You’re hitting the road and your camera is at the top of the old checklist. Your goal is to make photographs that will be memorable and bring back the feelings of being there. So how can you do that?
Of course you’ll need a good photo of the Eiffel Tower or Taj Mahal. But photos of cityscapes and monuments only tell part of the story. To capture the essence of a place, you need to capture the element that makes it most unique: the people.
The idea of going to a foreign country and taking photos of strangers might at first seem daunting, difficult and frightening. It’s not. Trust me, if I can do it, you can too. To get you started in the right direction, I’d like to share some of the techniques I’ve learned while globetrotting with my camera.
The first piece of advice I can offer should be self-evident, but based on the way I’ve seen some people act in foreign countries, it’s not: be respectful and be nice. If your subject likes you, and you’ve established good rapport with them, your photos will be ten times better than if you run up to someone on the street sticking your camera in their face. You are a visitor in their land. People will respond to you based on the way you treat them.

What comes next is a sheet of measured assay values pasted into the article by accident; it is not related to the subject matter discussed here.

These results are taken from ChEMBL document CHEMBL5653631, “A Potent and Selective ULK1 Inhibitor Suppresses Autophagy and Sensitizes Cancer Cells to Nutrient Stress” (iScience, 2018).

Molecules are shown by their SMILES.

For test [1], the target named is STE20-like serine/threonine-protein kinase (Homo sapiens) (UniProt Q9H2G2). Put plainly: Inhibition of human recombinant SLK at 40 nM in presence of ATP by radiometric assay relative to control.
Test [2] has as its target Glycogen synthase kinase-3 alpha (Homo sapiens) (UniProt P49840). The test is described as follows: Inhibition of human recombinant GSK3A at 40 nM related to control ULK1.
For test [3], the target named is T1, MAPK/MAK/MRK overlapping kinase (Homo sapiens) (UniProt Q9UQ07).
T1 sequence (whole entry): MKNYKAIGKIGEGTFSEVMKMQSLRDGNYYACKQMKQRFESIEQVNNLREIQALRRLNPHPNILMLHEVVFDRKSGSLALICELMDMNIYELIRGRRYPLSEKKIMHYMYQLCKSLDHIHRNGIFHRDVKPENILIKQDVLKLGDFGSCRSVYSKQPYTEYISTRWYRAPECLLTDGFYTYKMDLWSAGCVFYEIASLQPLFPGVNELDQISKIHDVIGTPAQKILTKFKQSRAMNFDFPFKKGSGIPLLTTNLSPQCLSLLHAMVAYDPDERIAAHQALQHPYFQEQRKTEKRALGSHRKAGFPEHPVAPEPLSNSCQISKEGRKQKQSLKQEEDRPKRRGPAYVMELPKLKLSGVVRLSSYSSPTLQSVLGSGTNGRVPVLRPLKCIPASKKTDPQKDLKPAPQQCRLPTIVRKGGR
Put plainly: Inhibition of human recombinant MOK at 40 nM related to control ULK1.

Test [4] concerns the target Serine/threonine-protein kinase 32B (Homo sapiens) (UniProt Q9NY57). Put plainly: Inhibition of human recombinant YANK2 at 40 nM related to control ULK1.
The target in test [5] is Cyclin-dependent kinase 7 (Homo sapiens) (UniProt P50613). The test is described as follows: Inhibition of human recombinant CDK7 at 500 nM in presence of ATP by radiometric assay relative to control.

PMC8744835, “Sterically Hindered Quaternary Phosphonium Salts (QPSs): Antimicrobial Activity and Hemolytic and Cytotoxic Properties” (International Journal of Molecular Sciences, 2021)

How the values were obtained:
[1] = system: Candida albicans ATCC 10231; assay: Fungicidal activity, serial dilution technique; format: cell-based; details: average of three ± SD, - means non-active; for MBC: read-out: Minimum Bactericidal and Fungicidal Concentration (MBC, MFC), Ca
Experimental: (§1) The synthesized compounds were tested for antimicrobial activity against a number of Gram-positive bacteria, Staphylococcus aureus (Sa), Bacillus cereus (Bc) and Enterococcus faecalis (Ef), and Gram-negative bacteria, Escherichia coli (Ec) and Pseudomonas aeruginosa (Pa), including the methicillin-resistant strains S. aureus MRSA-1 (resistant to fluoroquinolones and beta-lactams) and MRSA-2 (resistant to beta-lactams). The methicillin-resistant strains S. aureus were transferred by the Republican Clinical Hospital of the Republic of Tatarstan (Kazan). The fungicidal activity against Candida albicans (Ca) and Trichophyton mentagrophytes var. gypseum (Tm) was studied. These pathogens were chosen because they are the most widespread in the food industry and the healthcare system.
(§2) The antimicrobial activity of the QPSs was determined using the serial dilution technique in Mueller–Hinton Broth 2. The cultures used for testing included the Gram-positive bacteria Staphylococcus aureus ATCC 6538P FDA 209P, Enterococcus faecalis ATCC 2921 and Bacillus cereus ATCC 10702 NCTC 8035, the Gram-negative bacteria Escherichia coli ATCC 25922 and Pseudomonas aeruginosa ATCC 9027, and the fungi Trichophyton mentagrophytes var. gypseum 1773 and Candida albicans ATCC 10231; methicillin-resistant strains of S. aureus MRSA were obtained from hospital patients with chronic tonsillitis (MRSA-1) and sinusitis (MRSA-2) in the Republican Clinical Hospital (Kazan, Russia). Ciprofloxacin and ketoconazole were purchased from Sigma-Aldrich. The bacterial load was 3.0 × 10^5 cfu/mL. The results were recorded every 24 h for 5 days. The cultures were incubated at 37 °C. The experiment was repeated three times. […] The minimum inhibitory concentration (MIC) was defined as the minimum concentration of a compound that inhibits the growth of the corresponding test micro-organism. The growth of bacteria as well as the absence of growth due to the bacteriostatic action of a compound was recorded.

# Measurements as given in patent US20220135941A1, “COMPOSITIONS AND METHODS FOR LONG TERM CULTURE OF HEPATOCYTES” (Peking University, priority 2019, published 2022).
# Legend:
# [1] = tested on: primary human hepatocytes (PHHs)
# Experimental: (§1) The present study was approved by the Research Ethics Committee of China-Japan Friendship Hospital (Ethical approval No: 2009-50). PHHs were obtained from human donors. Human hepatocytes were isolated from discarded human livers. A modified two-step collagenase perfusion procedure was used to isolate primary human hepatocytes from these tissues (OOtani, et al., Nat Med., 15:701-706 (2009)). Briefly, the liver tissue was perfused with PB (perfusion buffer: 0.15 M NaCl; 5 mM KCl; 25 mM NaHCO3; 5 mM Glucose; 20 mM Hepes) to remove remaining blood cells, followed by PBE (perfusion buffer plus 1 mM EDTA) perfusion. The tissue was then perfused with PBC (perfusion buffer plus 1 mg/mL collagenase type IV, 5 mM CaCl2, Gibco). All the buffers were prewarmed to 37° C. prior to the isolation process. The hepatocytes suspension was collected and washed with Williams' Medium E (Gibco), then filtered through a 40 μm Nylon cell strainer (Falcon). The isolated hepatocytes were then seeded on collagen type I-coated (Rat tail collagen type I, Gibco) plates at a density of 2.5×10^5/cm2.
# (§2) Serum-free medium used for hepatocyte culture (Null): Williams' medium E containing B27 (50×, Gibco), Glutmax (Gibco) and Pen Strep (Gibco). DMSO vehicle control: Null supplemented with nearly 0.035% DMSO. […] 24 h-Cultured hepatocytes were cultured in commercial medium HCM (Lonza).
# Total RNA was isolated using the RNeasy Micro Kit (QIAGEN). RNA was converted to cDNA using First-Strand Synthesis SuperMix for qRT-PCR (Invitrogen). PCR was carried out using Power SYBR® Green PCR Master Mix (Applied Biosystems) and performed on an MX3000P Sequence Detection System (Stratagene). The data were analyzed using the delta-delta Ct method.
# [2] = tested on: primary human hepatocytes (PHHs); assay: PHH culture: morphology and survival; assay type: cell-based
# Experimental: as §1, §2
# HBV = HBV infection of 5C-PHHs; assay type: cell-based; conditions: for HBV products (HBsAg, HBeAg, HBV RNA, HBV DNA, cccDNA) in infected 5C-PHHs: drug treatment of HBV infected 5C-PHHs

When I approach a potential subject, I greet them with a huge smile and tell them how much I like their beard/jewelry/clothing/whatever it was that compelled me to want to take their portrait. My camera is in my bag or hidden behind my back. I take the time to speak with them, tell them how much I’m enjoying their city, and show off my skills in the local language. At some point I’ll show them my camera and ask if I can take their photo. Ninety-nine percent of the time, I get an enthusiastic “YES!”
Although you’ll almost always get permission, don’t assume it’s okay to take someone’s photo before you ask. People are occasionally uncomfortable with having their picture taken, and doing so without their blessing might really upset them. Don’t be that guy/gal.
Continue to be personable while you’re taking photos. Keep the human element alive; be relaxed. If you’re not continuously chatting with your subject, they might freeze up. Ask them questions. How many kids do they have? What’s their favorite color? Tell them a funny story. Better yet, get them to tell you a funny story. Of course there is occasionally the small matter of a language barrier, but if you use gestures and smile, you’ll get a good reaction.
If your subject is comfortable with you, and they’re having fun, they will work with you to create a great photograph. Gauge how they’re feeling, and if they’re enthusiastic, most people have no problem taking a small step to the right, moving their arm this way, tilting their face that way, etc. Keep taking photos; stop shooting only to show them what their picture looks like. Despite the fact that they know you are taking a photograph of them, people will sometimes look away from the camera. If you snap right as their gaze drifts away, your photo will have a natural, candid feel to it.